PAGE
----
Economic pessimism is en vogue in America today, a point not lost on many politicians. "You are going to be so proud of your country, because we’re gonna turn it around, and we’re gonna start winning again,” Donald Trump has promised crowds.
There are, however, reasons to be proud already of the economy’s performance in the last few years. While the U.S. clearly faces some thorny problems with inequality, geographic sorting, and intergenerational mobility, it is nonetheless true that this recovery has been a machine of unshakable consistency, despite being overshadowed by not only the lurid circus of the presidential election, but also by several global eruptions, from the collapse of oil to the vertigo of Venezuelan inflation.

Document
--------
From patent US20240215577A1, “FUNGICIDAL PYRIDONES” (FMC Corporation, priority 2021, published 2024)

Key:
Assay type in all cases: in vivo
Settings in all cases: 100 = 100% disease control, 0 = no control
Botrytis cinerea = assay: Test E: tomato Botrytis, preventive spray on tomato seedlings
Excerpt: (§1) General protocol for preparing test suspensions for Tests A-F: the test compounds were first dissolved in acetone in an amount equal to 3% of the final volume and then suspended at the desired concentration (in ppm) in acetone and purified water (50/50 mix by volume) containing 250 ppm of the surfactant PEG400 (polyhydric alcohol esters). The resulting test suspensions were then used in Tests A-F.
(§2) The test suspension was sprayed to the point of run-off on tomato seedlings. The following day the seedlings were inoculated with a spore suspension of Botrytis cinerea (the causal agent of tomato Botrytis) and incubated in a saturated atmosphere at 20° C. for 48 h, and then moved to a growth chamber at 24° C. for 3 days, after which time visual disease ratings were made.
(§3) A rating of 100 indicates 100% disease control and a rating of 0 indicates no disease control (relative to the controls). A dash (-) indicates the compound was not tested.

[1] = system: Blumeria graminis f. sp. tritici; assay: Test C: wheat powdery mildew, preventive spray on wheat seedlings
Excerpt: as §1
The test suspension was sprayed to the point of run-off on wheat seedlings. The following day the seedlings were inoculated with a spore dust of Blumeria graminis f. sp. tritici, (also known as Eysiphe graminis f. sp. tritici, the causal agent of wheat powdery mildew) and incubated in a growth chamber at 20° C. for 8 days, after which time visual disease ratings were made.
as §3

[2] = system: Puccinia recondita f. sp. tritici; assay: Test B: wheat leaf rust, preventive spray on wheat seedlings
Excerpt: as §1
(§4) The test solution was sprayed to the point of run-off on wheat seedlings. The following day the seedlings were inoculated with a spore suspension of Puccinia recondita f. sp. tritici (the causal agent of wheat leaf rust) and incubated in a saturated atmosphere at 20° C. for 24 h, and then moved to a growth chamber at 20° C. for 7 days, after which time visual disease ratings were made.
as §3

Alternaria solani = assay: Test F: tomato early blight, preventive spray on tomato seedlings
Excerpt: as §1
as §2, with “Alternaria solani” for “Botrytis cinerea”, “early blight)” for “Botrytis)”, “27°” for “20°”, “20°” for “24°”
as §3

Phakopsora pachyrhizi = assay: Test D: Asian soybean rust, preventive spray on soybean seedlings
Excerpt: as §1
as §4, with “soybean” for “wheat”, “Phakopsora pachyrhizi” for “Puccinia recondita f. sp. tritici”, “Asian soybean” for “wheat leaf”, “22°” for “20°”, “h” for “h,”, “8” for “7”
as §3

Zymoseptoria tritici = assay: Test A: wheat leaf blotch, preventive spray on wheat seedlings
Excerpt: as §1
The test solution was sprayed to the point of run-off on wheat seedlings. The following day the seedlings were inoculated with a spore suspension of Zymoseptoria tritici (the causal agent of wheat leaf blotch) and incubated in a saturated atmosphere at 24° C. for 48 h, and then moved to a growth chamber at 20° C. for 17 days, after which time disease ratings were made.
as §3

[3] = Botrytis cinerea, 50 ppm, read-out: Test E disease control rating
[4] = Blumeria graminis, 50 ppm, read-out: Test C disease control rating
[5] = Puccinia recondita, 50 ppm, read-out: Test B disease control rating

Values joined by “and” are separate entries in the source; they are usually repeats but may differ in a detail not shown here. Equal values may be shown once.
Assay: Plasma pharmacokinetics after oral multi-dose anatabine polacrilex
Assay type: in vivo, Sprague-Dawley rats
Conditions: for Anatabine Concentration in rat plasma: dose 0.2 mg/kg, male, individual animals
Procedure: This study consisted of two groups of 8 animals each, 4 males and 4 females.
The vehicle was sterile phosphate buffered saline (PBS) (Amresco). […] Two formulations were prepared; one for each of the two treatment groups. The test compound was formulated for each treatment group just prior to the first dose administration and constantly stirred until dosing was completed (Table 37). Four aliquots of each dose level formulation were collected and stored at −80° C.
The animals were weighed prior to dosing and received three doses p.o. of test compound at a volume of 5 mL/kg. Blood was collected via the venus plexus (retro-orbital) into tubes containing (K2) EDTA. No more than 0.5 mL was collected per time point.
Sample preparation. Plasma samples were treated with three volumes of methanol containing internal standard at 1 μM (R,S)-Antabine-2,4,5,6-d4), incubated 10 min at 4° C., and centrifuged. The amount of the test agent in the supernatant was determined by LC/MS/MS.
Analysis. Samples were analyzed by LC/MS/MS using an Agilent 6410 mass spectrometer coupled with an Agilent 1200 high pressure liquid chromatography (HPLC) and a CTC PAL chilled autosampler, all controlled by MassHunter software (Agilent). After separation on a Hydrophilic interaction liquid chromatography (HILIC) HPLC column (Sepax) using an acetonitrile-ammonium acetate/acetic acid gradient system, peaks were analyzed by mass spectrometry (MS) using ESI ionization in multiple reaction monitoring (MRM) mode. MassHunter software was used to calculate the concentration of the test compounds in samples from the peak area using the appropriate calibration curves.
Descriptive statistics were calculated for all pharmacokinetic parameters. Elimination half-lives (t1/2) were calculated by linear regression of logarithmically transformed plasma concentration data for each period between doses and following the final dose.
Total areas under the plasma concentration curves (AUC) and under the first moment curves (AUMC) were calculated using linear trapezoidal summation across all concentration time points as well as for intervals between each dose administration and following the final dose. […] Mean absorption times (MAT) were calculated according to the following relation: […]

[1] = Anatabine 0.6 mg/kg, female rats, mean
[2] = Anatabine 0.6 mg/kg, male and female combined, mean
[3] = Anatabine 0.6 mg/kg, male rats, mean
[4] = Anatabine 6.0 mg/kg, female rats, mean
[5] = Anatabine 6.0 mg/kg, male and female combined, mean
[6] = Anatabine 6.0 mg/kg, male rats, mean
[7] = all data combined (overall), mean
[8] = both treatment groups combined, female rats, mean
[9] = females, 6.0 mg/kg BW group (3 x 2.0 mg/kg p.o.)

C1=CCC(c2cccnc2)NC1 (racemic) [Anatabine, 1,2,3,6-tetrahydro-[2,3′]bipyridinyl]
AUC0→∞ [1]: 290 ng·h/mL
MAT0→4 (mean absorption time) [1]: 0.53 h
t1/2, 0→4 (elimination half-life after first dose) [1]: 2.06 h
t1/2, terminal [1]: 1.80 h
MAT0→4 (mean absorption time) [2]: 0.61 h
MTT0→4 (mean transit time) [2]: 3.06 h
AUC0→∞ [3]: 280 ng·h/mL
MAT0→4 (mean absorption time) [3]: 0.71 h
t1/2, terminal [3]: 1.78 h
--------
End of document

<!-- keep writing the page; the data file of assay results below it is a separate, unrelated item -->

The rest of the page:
Just a few years ago, several measures of the labor market’s strength had sunk to historic lows. The share of the economy going to workers’ wages fell to its lowest level in half a century in 2012. The labor-force participation rate had fallen to its lowest rate since the 1970s. The inflation-adjusted minimum wage was 30 percent lower than its 1968 peak.
But today, all three measures of labor power are resurgent. Wages as a share of the economy are rising at their second-highest rate since the 1990s and the fourth highest rate since the 1960s. Wages for consistently employed workers are now rising at the highest rate since the recession, according to the Atlanta Fed. For men, wages are actually rising at a higher rate than they were in the middle of the last decade. The minimum wage, too, is staging a comeback. The governors of California and New York signed laws that will raise the statewide pay floor to $15 by early next decade.